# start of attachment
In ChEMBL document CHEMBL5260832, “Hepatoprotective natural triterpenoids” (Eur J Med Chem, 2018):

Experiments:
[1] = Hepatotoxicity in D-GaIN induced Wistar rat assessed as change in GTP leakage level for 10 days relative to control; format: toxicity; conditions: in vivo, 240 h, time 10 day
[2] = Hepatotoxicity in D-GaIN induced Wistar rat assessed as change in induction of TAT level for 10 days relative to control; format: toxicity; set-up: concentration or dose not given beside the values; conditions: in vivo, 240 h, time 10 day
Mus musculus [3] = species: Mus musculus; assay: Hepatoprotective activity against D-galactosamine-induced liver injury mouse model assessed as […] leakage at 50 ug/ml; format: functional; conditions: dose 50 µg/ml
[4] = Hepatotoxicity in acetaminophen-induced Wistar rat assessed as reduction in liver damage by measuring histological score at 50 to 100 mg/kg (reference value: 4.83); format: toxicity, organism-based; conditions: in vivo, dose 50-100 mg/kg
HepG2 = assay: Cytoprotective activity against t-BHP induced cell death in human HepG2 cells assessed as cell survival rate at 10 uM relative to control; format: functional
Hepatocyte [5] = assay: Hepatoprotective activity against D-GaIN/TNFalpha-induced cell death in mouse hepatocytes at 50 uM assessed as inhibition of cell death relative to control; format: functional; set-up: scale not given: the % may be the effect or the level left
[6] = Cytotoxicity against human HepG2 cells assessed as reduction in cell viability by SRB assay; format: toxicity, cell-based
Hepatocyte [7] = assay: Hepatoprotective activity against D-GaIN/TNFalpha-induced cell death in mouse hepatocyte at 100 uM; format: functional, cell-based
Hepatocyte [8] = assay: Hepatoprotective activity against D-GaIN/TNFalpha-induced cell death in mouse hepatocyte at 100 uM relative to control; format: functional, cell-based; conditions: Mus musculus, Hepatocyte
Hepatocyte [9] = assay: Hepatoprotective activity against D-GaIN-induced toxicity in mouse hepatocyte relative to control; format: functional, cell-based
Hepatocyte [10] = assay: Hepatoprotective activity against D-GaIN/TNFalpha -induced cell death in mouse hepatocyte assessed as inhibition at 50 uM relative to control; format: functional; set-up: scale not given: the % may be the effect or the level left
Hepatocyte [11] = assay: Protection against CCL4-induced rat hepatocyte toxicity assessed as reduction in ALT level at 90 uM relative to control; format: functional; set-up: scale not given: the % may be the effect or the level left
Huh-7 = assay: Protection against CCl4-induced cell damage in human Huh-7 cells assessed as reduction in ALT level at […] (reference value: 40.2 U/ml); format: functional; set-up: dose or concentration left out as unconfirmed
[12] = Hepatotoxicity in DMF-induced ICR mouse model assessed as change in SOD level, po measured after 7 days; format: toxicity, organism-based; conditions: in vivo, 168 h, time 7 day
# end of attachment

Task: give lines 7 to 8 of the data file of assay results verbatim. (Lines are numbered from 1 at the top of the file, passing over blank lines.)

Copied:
HepG2 = assay: Cytoprotective activity against t-BHP induced cell death in human HepG2 cells assessed as cell survival rate at 10 uM relative to control; format: functional
Hepatocyte [5] = assay: Hepatoprotective activity against D-GaIN/TNFalpha-induced cell death in mouse hepatocytes at 50 uM assessed as inhibition of cell death relative to control; format: functional; set-up: scale not given: the % may be the effect or the level left